Oesophageal cancers are prominent worldwide; however, there are few targeted therapies and survival rates for these cancers remain dismal. Here we performed a comprehensive molecular analysis of 164 carcinomas of the oesophagus derived from Western and Eastern populations. Beyond known histopathological and epidemiologic distinctions, molecular features differentiated oesophageal squamous cell carcinomas from oesophageal adenocarcinomas. Oesophageal squamous cell carcinomas resembled squamous carcinomas of other organs more than they did oesophageal adenocarcinomas. Our analyses identified three molecular subclasses of oesophageal squamous cell carcinomas, but none showed evidence for an aetiological role of human papillomavirus. Squamous cell carcinomas showed frequent genomic amplifications of CCND1 and SOX2 and/or TP63, whereas ERBB2, VEGFA and GATA4 and GATA6 were more commonly amplified in adenocarcinomas. Oesophageal adenocarcinomas strongly resembled the chromosomally unstable variant of gastric adenocarcinoma, suggesting that these cancers could be considered a single disease entity. However, some molecular features, including DNA hypermethylation, occurred disproportionally in oesophageal adenocarcinomas. These data provide a framework to facilitate more rational categorization of these tumours and a foundation for new therapies.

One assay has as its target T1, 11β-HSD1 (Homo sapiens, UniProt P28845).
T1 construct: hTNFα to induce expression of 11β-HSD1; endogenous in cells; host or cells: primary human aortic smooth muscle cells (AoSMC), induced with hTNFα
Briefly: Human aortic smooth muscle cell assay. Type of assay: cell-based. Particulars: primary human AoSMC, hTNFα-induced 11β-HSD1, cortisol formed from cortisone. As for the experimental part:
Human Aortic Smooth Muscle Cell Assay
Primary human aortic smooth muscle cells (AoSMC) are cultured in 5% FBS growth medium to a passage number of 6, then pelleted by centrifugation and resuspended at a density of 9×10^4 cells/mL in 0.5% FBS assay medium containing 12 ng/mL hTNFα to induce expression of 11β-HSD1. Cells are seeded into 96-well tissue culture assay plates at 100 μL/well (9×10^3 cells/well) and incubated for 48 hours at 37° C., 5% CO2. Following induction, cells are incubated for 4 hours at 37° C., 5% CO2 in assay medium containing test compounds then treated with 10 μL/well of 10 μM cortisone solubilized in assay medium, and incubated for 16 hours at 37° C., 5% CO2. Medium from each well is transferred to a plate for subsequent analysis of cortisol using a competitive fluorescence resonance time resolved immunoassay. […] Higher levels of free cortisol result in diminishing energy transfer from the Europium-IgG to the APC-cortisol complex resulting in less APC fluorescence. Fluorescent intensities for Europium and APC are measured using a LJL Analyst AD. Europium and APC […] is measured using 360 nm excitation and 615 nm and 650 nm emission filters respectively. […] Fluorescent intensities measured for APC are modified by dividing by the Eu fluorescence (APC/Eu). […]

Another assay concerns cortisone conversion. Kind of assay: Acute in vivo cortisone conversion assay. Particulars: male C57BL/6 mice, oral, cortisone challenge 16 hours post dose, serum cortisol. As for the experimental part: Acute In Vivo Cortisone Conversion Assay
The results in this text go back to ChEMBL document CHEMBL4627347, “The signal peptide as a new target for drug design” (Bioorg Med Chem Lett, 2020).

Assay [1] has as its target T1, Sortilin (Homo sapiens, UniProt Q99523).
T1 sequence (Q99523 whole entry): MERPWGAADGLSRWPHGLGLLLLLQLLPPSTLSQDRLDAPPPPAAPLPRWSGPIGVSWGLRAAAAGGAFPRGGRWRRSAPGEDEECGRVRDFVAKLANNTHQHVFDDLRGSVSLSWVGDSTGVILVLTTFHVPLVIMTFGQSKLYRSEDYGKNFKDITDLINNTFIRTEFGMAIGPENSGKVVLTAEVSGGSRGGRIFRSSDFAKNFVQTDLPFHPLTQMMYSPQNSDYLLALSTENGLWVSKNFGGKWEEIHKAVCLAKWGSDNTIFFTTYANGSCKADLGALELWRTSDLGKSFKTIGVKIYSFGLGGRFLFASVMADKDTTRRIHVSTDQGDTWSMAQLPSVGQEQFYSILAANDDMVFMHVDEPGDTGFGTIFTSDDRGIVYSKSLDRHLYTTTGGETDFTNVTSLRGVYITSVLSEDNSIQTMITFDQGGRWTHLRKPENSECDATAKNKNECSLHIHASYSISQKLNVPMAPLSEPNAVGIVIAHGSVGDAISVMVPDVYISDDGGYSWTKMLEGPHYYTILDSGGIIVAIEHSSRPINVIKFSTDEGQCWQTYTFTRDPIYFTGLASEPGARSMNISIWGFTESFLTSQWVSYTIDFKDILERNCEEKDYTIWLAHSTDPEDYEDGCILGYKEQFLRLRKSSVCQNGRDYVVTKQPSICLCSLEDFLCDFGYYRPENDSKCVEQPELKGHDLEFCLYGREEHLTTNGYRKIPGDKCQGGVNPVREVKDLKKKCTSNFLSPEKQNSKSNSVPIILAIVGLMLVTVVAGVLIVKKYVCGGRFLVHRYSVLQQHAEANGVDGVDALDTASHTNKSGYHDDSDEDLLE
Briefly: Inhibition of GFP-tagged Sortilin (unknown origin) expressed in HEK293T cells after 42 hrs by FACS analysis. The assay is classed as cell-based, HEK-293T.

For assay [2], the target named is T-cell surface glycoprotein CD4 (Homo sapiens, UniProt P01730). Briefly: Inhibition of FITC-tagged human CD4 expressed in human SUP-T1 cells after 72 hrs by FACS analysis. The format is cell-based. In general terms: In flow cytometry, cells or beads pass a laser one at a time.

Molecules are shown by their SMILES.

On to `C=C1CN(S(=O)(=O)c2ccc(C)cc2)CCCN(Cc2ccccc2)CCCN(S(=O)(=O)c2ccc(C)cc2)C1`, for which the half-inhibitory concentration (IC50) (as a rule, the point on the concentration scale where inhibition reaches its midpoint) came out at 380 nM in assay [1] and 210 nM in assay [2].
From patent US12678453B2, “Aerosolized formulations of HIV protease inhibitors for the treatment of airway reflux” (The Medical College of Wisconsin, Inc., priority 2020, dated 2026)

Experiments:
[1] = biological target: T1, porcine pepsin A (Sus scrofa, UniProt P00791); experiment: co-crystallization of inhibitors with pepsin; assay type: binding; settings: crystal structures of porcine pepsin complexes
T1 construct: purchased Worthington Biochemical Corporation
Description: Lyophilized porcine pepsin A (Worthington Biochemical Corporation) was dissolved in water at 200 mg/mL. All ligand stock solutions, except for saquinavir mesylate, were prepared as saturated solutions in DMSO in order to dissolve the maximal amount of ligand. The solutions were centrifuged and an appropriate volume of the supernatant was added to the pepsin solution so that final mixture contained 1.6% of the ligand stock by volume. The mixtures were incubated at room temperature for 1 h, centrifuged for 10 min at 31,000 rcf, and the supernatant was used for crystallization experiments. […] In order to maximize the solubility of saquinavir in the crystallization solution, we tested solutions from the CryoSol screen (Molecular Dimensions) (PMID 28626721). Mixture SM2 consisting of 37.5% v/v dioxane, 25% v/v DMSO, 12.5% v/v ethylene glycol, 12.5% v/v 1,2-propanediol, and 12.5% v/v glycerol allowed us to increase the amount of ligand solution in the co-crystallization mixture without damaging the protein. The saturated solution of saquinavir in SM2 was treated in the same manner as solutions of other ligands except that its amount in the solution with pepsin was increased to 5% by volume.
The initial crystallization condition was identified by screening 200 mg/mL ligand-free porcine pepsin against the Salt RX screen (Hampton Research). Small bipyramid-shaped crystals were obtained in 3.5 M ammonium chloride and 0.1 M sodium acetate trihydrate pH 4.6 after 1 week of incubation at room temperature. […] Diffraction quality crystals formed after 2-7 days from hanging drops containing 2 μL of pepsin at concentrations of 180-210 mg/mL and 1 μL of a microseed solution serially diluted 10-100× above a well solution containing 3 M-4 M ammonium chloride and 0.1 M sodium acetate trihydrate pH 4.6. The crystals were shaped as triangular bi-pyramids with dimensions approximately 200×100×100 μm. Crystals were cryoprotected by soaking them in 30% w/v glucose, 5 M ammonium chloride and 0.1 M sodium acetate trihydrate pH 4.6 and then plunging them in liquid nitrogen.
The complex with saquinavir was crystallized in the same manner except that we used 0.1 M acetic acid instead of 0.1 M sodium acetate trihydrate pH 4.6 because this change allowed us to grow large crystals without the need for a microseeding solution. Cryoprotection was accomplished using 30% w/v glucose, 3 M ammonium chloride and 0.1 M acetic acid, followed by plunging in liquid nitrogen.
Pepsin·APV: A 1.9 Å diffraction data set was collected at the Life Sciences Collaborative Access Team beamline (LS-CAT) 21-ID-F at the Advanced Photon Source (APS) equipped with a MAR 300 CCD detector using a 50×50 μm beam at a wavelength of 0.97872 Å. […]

BACKGROUND: For many genes, RNA polymerase II stably pauses before transitioning to productive elongation. Although polymerase II pausing has been shown to be a mechanism for regulating transcriptional activation, the extent to which it is involved in control of mammalian gene expression and its relationship to chromatin structure remain poorly understood. RESULTS: Here, we analyze 85 RNA polymerase II chromatin immunoprecipitation (ChIP)-sequencing experiments from 35 different murine and human samples, as well as related genome-wide datasets, to gain new insights into the relationship between polymerase II pausing and gene regulation. Across cell and tissue types, paused genes (pausing index > 2) comprise approximately 60 % of expressed genes and are repeatedly associated with specific biological functions. Paused genes also have lower cell-to-cell expression variability. Increased pausing has a non-linear effect on gene expression levels, with moderately paused genes being expressed more highly than other paused genes. The highest gene expression levels are often achieved through a novel pause-release mechanism driven by high polymerase II initiation. In three datasets examining the impact of extracellular signals, genes responsive to stimulus have slightly lower pausing index on average than non-responsive genes, and rapid gene activation is linked to conditional pause-release. Both chromatin structure and local sequence composition near the transcription start site influence pausing, with divergent features between mammals and Drosophila. Most notably, in mammals pausing is positively correlated with histone H2A.Z occupancy at promoters. CONCLUSIONS: Our results provide new insights into the contribution of RNA polymerase II pausing in mammalian gene regulation and chromatin structure.